Regarding climate change issues and policy options, Ghana’s Green Growth Index is estimated at 51 percent, or about halfway to its green growth target. “This indicates that with the right green growth policies and strategies, Ghana could achieve economic growth while reducing vulnerability and building resilience to climate change,” the African Development Bank Group stated. That would require boosting financing from public and private sources. An estimated 1.9 billion US-Dollar a year in financing would be needed to meet the country’s Nationally Determined Contribution.

The main source of climate finance has been the public sector, which contributed 100 million US-Dollar leaving a gap of 1.8 billion US-Dollar a year for 2020–30, the bank group pointed out. The private sector has the potential to raise climate finance equivalent to 8.8 percent of GDP. “The government is exploring practical solutions to close the financing gap, including private equity, carbon markets, and climate impact bonds. It is also working on policies and regulations to enable participation in the global climate finance market. Ghana could explore ways of attracting sovereign welfare and pension funds. Factors constraining private climate finance include risks and barriers associated with inadequate regulations. Natural capital (renewable and nonrenewable) increased slightly between 1995 and 2018, suggesting the potential to leverage private finance with natural capital.”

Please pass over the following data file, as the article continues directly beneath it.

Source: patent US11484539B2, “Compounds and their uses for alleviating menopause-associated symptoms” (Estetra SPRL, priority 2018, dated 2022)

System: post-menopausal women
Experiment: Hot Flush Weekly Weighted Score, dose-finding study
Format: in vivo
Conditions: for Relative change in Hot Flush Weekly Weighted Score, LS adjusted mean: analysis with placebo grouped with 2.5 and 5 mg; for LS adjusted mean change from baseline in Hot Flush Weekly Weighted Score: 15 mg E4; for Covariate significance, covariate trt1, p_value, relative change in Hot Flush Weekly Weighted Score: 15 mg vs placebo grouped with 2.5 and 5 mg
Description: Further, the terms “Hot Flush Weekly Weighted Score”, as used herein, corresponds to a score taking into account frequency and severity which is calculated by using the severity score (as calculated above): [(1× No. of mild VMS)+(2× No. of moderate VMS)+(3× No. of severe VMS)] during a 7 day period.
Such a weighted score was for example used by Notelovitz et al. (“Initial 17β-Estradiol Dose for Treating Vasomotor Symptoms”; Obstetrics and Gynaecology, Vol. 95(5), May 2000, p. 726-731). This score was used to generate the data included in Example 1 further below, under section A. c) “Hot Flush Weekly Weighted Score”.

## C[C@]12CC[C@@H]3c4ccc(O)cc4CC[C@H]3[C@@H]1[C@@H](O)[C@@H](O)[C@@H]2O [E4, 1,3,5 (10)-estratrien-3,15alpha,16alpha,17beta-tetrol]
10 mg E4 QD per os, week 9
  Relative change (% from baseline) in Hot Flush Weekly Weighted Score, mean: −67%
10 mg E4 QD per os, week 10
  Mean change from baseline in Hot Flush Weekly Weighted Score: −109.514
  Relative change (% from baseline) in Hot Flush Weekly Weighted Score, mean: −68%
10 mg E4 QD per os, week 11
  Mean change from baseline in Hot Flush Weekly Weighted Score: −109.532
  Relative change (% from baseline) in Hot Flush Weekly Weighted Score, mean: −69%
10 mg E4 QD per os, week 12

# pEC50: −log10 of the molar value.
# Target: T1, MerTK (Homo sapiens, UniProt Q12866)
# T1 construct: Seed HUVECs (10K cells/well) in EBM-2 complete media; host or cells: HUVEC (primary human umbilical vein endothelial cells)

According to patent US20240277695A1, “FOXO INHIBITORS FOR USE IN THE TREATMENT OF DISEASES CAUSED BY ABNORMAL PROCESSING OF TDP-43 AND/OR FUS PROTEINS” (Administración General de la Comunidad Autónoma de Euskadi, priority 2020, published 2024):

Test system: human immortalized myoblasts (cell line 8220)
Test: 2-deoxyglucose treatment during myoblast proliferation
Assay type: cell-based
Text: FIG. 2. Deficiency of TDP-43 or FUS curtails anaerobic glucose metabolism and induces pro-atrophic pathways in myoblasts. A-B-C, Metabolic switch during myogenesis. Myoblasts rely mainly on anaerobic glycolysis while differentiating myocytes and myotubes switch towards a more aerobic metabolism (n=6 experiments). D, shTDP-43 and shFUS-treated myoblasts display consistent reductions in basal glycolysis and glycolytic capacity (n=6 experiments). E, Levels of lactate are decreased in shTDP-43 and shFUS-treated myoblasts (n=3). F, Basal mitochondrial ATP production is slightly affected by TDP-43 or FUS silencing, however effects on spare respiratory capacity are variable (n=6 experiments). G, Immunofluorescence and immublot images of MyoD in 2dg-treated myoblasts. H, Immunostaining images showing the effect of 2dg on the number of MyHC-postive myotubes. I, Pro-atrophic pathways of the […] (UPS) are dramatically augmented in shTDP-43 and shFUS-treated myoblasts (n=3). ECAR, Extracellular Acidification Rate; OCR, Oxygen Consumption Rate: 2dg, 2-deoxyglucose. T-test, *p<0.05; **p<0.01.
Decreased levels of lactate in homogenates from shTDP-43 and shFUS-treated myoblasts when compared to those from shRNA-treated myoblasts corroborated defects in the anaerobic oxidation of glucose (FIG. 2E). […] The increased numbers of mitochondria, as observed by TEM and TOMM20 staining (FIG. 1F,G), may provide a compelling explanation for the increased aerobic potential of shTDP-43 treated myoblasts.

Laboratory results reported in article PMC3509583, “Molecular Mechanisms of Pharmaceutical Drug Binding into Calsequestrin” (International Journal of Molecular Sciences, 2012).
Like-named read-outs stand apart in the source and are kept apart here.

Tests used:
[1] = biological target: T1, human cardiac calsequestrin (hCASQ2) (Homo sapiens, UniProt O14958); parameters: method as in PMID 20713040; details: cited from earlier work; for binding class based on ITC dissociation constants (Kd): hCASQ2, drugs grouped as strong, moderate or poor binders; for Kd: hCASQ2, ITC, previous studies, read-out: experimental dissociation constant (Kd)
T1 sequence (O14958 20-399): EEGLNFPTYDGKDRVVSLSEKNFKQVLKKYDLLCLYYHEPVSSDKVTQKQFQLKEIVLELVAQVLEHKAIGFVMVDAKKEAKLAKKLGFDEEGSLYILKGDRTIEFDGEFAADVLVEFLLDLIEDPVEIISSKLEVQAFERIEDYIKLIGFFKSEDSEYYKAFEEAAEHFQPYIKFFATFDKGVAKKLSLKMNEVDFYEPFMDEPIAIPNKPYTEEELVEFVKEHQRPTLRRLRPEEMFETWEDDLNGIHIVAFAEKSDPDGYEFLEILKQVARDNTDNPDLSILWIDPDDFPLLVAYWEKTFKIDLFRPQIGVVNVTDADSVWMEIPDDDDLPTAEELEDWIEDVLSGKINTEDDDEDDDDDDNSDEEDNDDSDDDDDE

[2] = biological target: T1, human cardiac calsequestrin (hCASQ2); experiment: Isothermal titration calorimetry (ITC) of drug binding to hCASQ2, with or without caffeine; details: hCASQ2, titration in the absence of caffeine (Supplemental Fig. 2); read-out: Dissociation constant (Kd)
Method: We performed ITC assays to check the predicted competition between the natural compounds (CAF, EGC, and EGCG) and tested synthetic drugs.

Ghana Circular Economy Center
In 2022, the United Nations Industrial Development Organization (UNIDO), Global Affairs Canada and the Government of Ghana – through MESTI – launched the Ghana Circular Economy Center Project to support the country’s transition to a circular economy. The transition “requires a systemic approach, with focus on the broader enabling conditions, including strong regulatory frameworks, institutional coordination mechanisms, technology transfer, the build-up and sharing of knowledge and intelligence, capacity building, and awareness of the principles and practices of circularity within various value chains,” the press release said. According to the information, the project was to be implemented by UNIDO over five years in coordination with MESTI with funding from Canada (7.5 million Canadian Dollar or approximately six million US-Dollar). It seeks to promote circular economy-based and inclusive business models, particularly among women and the youth, while finding innovative ways to reduce negative environmental impacts. “Ultimately, the project will improve the ability of entrepreneurs, particularly women, the youth and those within the informal sector, to access resources and technologies that would enable them to identify, design, develop and scale up circular economy business models.”